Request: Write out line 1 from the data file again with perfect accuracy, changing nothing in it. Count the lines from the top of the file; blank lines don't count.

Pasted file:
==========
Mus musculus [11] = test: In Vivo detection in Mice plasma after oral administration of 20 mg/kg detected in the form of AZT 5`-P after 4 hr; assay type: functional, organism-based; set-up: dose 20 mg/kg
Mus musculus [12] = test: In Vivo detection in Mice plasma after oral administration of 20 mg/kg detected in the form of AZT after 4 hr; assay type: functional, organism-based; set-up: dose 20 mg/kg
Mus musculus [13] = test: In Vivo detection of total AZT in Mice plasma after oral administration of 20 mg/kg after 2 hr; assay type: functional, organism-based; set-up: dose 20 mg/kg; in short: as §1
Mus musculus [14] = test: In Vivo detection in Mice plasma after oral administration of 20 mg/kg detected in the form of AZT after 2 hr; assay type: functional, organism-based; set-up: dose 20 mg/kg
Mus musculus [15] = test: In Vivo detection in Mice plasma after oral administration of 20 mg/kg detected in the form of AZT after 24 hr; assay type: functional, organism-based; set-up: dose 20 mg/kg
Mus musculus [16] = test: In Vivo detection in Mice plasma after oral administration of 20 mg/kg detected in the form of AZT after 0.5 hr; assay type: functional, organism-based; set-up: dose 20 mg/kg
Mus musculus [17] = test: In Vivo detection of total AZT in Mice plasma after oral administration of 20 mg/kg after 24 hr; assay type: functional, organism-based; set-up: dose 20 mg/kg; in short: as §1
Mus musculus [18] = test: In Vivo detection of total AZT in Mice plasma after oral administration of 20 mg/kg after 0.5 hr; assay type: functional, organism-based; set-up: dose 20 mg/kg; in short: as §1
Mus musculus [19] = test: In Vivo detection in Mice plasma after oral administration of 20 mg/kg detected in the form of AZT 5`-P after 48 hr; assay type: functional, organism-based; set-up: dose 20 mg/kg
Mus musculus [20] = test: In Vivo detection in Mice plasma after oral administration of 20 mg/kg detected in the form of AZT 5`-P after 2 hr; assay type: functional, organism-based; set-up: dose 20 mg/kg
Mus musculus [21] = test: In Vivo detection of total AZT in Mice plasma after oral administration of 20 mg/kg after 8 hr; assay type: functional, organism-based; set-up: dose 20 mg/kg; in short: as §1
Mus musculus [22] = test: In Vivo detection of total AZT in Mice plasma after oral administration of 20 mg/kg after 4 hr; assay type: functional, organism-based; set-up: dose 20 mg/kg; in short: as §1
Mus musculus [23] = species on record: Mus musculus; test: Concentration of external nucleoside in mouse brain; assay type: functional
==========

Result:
Mus musculus [11] = test: In Vivo detection in Mice plasma after oral administration of 20 mg/kg detected in the form of AZT 5`-P after 4 hr; assay type: functional, organism-based; set-up: dose 20 mg/kg